How Dark an Economic Night Does It Have To Be?

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Introducing the first theme-issue of Unbound: One editor’s overview

(Note: it will be our practice to have two editorials in many cases, to underline the difference in generational perspective between our Editor and our Managing Editor. Patrick Heery’s introductory editorial follows this one.)

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In the movie, The Company Men, the Ben Affleck character goes from success to failure in the moment he is let go. A corporation that once made things now profits from shedding jobs. A common story, though well depicted in his loss of home, moving in with parents, tension with wife (who goes back to work), the hits his ego takes at a job placement center, the non-union carpentry work he gets from a kind of friend during his long and fruitless job hunt.

The fear of unemployment and underemployment stalks the land, and lives in the church as well. It is the big story at this time in American life. That film has a hopeful but not quite happy ending involving a former near-top executive with a very golden parachute. This journal begins with hope and the conviction that we need to take grim realities head on. Far from a parachute, our country is shredding its safety net.

But why read an on-line journal about the current “great recession” when you can watch movies about it? Or watch movies about anything other than an economic crisis we think we know too well already?

Because this is not only an economic crisis. We chose this issue’s title as an echo of St. John of the Cross’ great poem about a mystic seeking an absent or hidden God, from which we get the common phrase, “dark night of the soul.” On one level, the dark night of the economy does keep people awake at night, worrying about bills to pay, savings to use, relatives to beg from. On a larger scale, there is a moral absence that drives us to figure out why positive measures are not being taken and how to avert further de-moralization.

As we launch this issue, the Occupy Wall Street (OWS) movement is posing the inequality question in a major way, but our pay-to-play political system is not likely to provide the stimulus necessary to take our economy out of the current prolonged recession. Our horizon for examining the “corrosion of character” (Richard Sennett) embodied in our economic system is long term—though we touch on the Occupy movement in a discussion elsewhere.

OWS and its relatives reflect a disillusionment with government as well as with the economic royalty of our day. The danger in any complex situation is that real solutions get displaced by symbolic fixations, such as debt-ceiling limits choking effective government stimulus. Nobel-winning economist Paul Krugman compares the austerity measures being recommended to the use of leeches in the ancient treatment of disease. This is when we know we are on theological ground, rife with fundamentalism about salvific markets and demonic taxes, and with the ancient religious practice of scape-goating. A journal of any kind prompts reflection and invites analysis, in this case about the values for which a great many people’s vocations are being sacrificed.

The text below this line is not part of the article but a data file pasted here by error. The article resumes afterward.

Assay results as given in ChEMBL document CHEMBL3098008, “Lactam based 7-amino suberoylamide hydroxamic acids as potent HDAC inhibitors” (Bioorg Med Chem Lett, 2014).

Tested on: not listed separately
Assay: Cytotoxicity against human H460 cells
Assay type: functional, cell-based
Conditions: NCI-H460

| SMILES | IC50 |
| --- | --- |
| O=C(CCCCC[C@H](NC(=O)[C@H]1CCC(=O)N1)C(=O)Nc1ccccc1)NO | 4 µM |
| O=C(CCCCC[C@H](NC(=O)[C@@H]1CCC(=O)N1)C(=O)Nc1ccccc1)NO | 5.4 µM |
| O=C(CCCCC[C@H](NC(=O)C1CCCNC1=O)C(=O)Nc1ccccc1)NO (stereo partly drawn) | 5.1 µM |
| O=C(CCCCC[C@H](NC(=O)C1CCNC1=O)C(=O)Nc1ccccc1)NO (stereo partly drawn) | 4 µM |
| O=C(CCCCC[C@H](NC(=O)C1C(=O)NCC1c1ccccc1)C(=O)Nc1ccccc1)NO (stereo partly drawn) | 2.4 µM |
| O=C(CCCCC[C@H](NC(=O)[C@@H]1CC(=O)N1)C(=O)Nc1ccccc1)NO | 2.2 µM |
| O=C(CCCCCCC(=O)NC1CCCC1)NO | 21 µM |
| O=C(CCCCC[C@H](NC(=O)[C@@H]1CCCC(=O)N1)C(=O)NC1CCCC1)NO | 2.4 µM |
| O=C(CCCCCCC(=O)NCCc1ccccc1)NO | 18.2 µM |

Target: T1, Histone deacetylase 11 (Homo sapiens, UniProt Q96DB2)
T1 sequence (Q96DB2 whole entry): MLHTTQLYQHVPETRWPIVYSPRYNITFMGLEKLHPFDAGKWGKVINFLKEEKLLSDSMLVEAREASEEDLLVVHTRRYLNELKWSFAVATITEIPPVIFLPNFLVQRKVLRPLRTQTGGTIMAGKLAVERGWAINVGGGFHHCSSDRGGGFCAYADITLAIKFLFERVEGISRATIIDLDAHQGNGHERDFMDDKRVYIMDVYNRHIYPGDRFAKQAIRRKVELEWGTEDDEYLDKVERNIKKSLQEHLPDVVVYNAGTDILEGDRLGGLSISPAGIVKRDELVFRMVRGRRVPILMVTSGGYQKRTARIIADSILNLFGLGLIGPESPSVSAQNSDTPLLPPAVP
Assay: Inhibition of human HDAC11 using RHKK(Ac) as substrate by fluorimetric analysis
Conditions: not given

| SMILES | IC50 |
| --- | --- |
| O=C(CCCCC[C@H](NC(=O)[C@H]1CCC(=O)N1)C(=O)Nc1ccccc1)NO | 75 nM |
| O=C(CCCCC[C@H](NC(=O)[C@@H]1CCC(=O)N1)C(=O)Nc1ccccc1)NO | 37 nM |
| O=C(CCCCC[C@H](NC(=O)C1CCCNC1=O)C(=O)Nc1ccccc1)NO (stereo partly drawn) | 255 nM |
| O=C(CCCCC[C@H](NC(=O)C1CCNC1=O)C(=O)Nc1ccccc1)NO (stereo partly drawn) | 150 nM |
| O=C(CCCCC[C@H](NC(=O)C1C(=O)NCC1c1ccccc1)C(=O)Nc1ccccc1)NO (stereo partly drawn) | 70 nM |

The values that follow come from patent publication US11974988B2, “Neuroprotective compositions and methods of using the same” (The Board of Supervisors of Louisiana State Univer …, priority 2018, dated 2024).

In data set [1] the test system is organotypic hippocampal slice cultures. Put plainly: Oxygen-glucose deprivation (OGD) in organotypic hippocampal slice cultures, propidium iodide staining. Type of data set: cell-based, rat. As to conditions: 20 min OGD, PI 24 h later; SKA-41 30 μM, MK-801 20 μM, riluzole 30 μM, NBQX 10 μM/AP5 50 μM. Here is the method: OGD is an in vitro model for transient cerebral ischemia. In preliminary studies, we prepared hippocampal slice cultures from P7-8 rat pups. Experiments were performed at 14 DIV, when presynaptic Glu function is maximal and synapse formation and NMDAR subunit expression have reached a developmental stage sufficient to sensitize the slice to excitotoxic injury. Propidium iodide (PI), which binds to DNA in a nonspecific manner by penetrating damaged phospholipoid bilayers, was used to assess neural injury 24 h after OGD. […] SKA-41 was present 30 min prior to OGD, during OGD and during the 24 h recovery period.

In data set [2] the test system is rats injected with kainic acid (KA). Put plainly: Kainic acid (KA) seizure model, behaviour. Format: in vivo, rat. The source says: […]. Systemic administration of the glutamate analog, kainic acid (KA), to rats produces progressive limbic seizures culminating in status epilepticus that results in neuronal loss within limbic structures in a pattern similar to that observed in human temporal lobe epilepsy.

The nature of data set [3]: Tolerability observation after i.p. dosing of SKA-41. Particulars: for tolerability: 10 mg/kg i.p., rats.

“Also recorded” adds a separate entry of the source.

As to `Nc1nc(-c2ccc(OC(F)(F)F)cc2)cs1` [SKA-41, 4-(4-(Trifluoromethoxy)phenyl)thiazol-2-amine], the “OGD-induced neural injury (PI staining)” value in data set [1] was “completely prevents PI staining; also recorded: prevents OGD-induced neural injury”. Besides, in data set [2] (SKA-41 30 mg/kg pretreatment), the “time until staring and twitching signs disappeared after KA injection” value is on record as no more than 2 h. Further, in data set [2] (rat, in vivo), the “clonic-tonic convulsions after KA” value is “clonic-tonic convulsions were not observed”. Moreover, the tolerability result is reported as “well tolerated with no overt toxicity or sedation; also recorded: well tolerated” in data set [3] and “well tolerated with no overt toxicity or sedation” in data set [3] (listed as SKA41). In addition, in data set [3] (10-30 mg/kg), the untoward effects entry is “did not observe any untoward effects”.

The articles here present alternative views of what economies should do. These are Christian approaches from within a particular tradition, represented in General Assembly thinking, though we acknowledge and link to other approaches. There is some economic argumentation; economist John Winfrey’s article notes the challenges to our “American Dream” from both market and governmental failures. A mixed economy can be a mixed-up economy.

To review the articles briefly:
Living Through Economic Crisis.” This is the General Assembly’s most recent word on the economic crisis, a social involvement report that stresses Christian compassion and constructive critique. This was the basis upon which a study team was authorized to report to the next General Assembly of the Presbyterian Church (U.S.A.) in 2012. Some of the papers in this issue were done as part of that study process, and will help understand the thinking going into that report. Already clear then, it is hard to sustain a “middle class church” when the middle class is being squeezed and educational opportunities reduced.

After the “economic crisis” is framed in that initial church statement, we shift to more experiential pieces in a “Talking Corner.”

Loans for Life” by Emily Morgan is a seminarian’s testimony about her degrees of indebtedness, which affect her sense of call, the shape her family life, her relation to church, and the nature of her tithing.

New Brunswick: The Plight of the Poor” by Dawan Buie is another seminarian’s encounter with people who are poor and the self-recalibration that follows.

All about US” by Ariana Salazar-Newton is a poem by a Mexican-American woman reflecting on the migration of attitudes as economic conditions change.

Economic Perspectives includes critical thinking about globalization and corporations, workers, and worldviews: the question of accountability runs through them.

Bill Saint tests the description of our neo-liberal or anti-regulatory market system drawn from the 2004 Accra affirmation of the World Communion of Reformed Churches. Initially seen as quite critical, since 2008 Accra has been seen as more prescient of economic divisions and their consequences.

John Winfrey interprets the use of American Dream as an implicit covenant, not only of financial success for the individual, but of a covenant for the commonwealth. How similar are his views to those of Van Jones and other activists as they invoke an American Dream that includes Martin Luther King’s dream?

John Cobb and Progressive Christians Uniting have gathered much of their thoughtful analysis in the book we turned to; ­­Progressive Christians Speak. Cobb himself is a wide ranging scholar with strong environmental interests. His book with economist Herman Daly, For the Common Good (1984), was among those advocating a re-factoring of the GNP to include environmental ”externalities.”

builds on her contribution to the 2008 book she edited with Rebecca Todd Peters, To Do Justice. The churches’ concern for workers was a keynote in the Social Creeds of 1908 and 2008.

Elisa Owen, speaking from her business and ministry experience, looks at matters of value and values, consciously affirming the freedom and responsibility of Christians to resist idolatry of any economic system.

What we call “Unchained links” follow: links to data and other viewpoints, including a General Assembly study of the theology of compensation. Should there be maximum as well as minimum wages?